Have you recently had one or more teeth extracted? Do you feel a deep pain at the extraction site? Are you experiencing tooth sensitivity when you eat or drink anything cold, hot, or sweet? If you answered yes to any of these questions, then you might have a dry socket. A dry socket is the most common complication that occurs after a tooth extraction. Although dry sockets don’t affect every individual who has an extraction, if you have one you will definitely want to know more about it. Here is everything you need to know about a dry socket:
What It Is
The scientific name for a dry socket is alveolar osteitis, which literally means inflammation of the alveolar bone. It occurs when the body fails to form a protective blood clot at the extraction site or when this blood clot is dislodged. This leaves the alveolar bone exposed, as well as raw tissue and nerve endings. Although a dry socket can occur after any tooth is extracted, they are more likely to occur in molars and teeth in the lower jaw.
Do You Have a Dry Socket?
As mentioned above, a dry socket leaves the bone, tissue, and nerve endings exposed. This unfortunately means that one of the primary symptoms associated with dry sockets are pain. Specifically, pain caused by a dry socket is characterized as a deep, throbbing pain on the side of the extraction. In some cases, this pain may be severe and/or it may radiate through the entire side of your face. Other signs of a dry socket include a bad taste and smell in your mouth. Additionally, if you are able to see exposed bone when you look at the socket, this likely means you have a dry socket.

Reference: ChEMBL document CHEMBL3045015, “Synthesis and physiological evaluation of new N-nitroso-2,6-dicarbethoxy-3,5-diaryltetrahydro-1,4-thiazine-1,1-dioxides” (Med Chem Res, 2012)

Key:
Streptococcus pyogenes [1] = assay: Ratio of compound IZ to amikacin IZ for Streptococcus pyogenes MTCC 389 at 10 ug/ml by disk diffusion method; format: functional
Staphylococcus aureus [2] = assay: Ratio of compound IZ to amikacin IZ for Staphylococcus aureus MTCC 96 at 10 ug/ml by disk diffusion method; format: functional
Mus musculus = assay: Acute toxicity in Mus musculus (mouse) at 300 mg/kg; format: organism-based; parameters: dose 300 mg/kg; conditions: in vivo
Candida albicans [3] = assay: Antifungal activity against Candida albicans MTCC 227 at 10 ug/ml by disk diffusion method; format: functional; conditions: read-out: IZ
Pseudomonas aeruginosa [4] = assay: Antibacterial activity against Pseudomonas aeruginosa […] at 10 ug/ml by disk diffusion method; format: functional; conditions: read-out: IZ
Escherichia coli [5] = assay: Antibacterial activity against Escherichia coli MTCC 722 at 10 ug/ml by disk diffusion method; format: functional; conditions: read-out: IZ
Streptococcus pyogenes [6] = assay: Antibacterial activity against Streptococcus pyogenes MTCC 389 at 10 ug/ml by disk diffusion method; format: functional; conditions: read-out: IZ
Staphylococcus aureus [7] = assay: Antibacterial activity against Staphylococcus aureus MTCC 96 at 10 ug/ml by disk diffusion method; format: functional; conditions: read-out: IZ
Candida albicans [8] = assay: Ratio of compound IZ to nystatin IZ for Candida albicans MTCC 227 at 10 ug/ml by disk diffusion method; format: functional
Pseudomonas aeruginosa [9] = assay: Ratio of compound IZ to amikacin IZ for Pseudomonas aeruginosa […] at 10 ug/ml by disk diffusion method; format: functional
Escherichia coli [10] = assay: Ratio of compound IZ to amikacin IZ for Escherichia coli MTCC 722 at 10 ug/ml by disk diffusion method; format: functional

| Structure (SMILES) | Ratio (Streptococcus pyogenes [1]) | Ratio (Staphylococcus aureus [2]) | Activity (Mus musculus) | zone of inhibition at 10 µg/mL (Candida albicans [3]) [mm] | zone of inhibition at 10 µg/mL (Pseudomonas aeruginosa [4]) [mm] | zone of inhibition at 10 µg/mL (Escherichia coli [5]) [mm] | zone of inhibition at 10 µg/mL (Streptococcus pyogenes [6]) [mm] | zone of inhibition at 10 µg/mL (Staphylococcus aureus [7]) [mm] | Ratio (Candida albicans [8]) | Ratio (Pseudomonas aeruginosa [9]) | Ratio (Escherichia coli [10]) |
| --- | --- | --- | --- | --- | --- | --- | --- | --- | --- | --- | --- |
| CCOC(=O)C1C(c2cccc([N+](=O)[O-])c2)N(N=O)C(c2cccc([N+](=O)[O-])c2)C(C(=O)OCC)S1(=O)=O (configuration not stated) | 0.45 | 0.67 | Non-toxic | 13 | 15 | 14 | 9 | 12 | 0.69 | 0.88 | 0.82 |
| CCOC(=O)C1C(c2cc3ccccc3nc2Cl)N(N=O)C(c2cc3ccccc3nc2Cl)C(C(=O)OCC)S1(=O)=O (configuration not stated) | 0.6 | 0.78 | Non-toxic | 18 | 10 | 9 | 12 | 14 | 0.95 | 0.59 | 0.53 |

What to do if You Think You Have a Dry Socket
If you think you may have a dry socket, the first thing you should do is call your dentist to report your symptoms and request an appointment. Extreme pain after a tooth extraction is not normal and you don’t need to tough it out. At your appointment, your dentist will examine the extraction site to determine if a dry socket is present or if there are any signs of infection. Next, they will clean the socket by flushing out any debris that may have accumulated within it. A pain relieving medication will be placed in the socket and the socket will be packed with gauze to keep the medication in place. Once the socket has been packed, the pain will usually subside rather quickly. In some cases, your dentist may provide you with materials and instructions on how to pack the socket at home.
Can Dry Sockets be Prevented?
There are some cases where you may be able to prevent a dry socket from occurring in the first place. For starters, some individuals may be at an increased risk of developing a dry socket and should take preventative measures. You may be at an increased risk of developing a dry socket if you have had one in the past, smoke or use tobacco products, or are on oral contraceptives.
While there is nothing that can be done if your body fails to make a protective clot, you can take preventative measures to avoid disloding the protective blood clot. Here are a few things you can do to reduce the risk of developing a dry socket:
- Avoid vigorous activity that can dislodge the clot
- Don’t drink from a straw (suction can dislodge the clot)
- Don’t smoke (suction can dislodge the clot and tobacco delays healing)
Dr. Mark and Dr. Gina Covington are committed to providing their patients with the highest level of care. Both doctors are members of the Academy of General Dentistry as well as the American Dental Association. Locally, both belong to the Western Piedmont Dental society and the Foothills Dental Continuum. Because dentistry is a dynamic field, continued education is a paramount concern. Both Dr. Mark and Dr. Gina have completed several hundred hours of continued education to become proficient in the science and placement of dental implants. This course of study has allowed them to become Fellows of the International Congress of Oral Implantologists.